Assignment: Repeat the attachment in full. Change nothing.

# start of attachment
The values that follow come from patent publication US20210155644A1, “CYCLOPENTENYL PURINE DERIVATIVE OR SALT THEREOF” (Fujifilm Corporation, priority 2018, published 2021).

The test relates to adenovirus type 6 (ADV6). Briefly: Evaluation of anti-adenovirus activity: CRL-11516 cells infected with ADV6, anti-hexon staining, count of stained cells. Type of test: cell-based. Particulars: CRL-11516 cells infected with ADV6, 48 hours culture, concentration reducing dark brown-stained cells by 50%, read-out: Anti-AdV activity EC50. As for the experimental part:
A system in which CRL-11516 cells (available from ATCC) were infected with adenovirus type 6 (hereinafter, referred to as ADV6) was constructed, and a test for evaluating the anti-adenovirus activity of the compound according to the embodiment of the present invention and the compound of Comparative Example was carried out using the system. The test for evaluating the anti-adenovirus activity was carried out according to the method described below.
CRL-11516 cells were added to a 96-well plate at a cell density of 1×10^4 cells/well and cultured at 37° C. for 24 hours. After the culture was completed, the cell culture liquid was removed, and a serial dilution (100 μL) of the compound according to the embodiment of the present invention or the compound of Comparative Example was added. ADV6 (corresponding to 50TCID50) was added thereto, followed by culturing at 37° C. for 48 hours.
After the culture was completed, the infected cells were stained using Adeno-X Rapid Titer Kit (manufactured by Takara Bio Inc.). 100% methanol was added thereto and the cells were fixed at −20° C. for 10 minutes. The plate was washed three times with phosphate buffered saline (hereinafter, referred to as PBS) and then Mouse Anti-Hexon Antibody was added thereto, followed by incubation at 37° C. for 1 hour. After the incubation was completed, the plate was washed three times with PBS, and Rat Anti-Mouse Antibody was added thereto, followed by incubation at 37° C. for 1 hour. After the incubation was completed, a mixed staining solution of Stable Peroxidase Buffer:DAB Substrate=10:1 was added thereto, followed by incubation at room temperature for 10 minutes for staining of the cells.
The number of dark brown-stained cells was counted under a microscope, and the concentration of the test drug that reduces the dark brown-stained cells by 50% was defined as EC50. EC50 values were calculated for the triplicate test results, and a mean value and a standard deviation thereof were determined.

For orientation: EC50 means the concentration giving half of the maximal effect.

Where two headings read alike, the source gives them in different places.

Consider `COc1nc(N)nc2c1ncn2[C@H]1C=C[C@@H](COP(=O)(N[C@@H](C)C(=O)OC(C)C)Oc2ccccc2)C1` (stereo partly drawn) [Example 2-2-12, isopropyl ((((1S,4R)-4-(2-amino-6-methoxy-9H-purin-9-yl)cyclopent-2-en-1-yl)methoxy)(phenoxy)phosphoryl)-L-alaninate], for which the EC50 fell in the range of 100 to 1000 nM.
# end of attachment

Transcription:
The values that follow come from patent publication US20210155644A1, “CYCLOPENTENYL PURINE DERIVATIVE OR SALT THEREOF” (Fujifilm Corporation, priority 2018, published 2021).

The test relates to adenovirus type 6 (ADV6). Briefly: Evaluation of anti-adenovirus activity: CRL-11516 cells infected with ADV6, anti-hexon staining, count of stained cells. Type of test: cell-based. Particulars: CRL-11516 cells infected with ADV6, 48 hours culture, concentration reducing dark brown-stained cells by 50%, read-out: Anti-AdV activity EC50. As for the experimental part:
A system in which CRL-11516 cells (available from ATCC) were infected with adenovirus type 6 (hereinafter, referred to as ADV6) was constructed, and a test for evaluating the anti-adenovirus activity of the compound according to the embodiment of the present invention and the compound of Comparative Example was carried out using the system. The test for evaluating the anti-adenovirus activity was carried out according to the method described below.
CRL-11516 cells were added to a 96-well plate at a cell density of 1×10^4 cells/well and cultured at 37° C. for 24 hours. After the culture was completed, the cell culture liquid was removed, and a serial dilution (100 μL) of the compound according to the embodiment of the present invention or the compound of Comparative Example was added. ADV6 (corresponding to 50TCID50) was added thereto, followed by culturing at 37° C. for 48 hours.
After the culture was completed, the infected cells were stained using Adeno-X Rapid Titer Kit (manufactured by Takara Bio Inc.). 100% methanol was added thereto and the cells were fixed at −20° C. for 10 minutes. The plate was washed three times with phosphate buffered saline (hereinafter, referred to as PBS) and then Mouse Anti-Hexon Antibody was added thereto, followed by incubation at 37° C. for 1 hour. After the incubation was completed, the plate was washed three times with PBS, and Rat Anti-Mouse Antibody was added thereto, followed by incubation at 37° C. for 1 hour. After the incubation was completed, a mixed staining solution of Stable Peroxidase Buffer:DAB Substrate=10:1 was added thereto, followed by incubation at room temperature for 10 minutes for staining of the cells.
The number of dark brown-stained cells was counted under a microscope, and the concentration of the test drug that reduces the dark brown-stained cells by 50% was defined as EC50. EC50 values were calculated for the triplicate test results, and a mean value and a standard deviation thereof were determined.

For orientation: EC50 means the concentration giving half of the maximal effect.

Where two headings read alike, the source gives them in different places.

Consider `COc1nc(N)nc2c1ncn2[C@H]1C=C[C@@H](COP(=O)(N[C@@H](C)C(=O)OC(C)C)Oc2ccccc2)C1` (stereo partly drawn) [Example 2-2-12, isopropyl ((((1S,4R)-4-(2-amino-6-methoxy-9H-purin-9-yl)cyclopent-2-en-1-yl)methoxy)(phenoxy)phosphoryl)-L-alaninate], for which the EC50 fell in the range of 100 to 1000 nM.